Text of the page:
The name Jemmy Paul Wawointana first appeared on the papers of a prospectus, but it wasn’t Jemmy’s account. Still a high-school kid, he liked to study his brother’s prospecti covering different products in the capital markets and found out that he was part of his older brother’s investing committee in a mutual fund. Feeling extremely elated upon seeing his name in print, Jemmy felt like a dream had
come true—or, in this case, the journey to a dream had started.
“With that special feeling, it got me thinking that working doesn’t have to mean manual labour in a factory, but it could also mean working as an analyst in the capital markets as a fund manager,” he told. “Moreover, the mutual funds that were only valued at Rp1,000 back then have since gone up to around Rp65,000.” With this mindset of helping clients achieve decent profits, Jemmy, in his capacity as the CEO of Sucorinvest Asset Management, always looks to minimise risk by studying a company’s books. However, there are always exceptions—especially in the digital age, with start-up companies sprouting left and right as the technologies that enable them zip forward. “Speculations do exist when we’re talking about buying investments from companies who are still, so to say, in the negative and are based on expectations of the great things that they might be in the future,” he said, citing Amazon as an example of a company existing for around a decade before growing exponentially and eventually turning huge profits.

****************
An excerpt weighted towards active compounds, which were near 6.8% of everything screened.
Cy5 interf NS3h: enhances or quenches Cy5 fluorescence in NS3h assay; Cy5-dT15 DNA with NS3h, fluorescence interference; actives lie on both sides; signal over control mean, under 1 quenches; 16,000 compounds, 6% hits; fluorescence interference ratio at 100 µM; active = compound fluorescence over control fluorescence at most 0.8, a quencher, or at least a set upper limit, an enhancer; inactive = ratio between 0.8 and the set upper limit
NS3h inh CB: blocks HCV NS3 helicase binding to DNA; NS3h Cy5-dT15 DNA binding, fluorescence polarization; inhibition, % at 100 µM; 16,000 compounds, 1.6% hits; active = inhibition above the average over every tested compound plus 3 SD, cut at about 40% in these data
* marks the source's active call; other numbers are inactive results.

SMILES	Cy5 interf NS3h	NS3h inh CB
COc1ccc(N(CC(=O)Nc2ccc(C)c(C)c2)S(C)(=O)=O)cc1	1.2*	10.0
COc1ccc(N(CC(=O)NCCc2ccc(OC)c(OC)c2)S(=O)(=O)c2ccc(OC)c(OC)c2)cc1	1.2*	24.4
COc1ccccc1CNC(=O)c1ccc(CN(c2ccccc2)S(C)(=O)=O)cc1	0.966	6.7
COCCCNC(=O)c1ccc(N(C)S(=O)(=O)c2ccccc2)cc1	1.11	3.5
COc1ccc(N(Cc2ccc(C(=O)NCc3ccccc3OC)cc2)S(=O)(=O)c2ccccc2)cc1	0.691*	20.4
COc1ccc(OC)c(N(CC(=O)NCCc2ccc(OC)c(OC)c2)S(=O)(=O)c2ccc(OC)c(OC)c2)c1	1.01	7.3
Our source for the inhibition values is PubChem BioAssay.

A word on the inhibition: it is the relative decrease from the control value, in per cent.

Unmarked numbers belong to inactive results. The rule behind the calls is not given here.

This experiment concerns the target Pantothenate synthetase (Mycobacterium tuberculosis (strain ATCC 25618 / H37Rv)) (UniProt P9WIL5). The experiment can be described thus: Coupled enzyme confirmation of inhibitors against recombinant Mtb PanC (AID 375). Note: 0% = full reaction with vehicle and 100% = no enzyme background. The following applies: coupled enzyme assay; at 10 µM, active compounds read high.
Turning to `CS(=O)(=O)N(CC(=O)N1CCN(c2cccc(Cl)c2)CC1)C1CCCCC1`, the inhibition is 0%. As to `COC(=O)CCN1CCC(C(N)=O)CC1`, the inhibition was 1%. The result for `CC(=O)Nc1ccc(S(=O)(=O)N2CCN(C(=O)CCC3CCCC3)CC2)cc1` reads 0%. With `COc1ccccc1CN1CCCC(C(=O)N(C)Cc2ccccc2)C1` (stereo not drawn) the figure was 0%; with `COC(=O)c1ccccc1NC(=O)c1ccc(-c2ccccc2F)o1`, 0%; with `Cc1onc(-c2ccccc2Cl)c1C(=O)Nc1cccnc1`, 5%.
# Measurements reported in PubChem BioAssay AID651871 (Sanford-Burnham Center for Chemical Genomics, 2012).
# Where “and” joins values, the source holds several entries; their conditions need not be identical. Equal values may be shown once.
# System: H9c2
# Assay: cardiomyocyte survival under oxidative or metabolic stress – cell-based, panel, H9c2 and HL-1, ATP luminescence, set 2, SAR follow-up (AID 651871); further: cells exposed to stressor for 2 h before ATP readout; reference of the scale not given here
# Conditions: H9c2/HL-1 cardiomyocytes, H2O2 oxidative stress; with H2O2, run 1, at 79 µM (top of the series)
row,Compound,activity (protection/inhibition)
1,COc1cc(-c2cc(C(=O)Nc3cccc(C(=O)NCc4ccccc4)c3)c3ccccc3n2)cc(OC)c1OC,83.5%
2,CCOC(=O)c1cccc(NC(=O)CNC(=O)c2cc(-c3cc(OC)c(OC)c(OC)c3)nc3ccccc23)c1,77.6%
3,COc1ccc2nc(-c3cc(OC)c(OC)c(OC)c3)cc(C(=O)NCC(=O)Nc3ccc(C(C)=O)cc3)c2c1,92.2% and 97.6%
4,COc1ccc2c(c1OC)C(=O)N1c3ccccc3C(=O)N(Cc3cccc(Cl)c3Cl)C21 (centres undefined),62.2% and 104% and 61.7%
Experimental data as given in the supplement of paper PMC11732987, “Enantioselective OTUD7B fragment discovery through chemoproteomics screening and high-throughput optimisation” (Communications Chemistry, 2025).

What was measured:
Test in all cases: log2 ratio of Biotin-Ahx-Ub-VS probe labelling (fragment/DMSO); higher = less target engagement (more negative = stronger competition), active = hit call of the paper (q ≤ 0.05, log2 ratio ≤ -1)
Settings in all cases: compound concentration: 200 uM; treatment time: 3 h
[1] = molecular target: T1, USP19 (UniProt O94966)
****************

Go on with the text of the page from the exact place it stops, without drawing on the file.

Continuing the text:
Regarding fledgling Indonesian investors, Jemmy further explained that they need to understand better about the nature of start-up companies when considering an investment. “They tend to be conventional when appraising a company’s future by only looking through financial statements rather than what the future holds,” he said. “If you want to minimise risk, check that the company’s results were not in the negative a year before it went to the initial public offering stage—an exception could come, however, if it’s a big player with almost no rival in its market, such as GO-JEK or Traveloka.”
Investing is also influenced by external factors locally and globally, such as political or economic changes, with often-unexpected results, as Jemmy revealed: “I’ve seen that during the election years of 2004, 2009, and 2014, the price of stocks went up despite worries that those years could be shaky,” he said. “In fact, I’m seeing a trend that next year’s world commodities prices are going up, and Indonesia boasts a lot of those materials.”
This story appears in the August 2018 issue of . For the full story, grab the copy at your nearest newsstand, or subscribe here.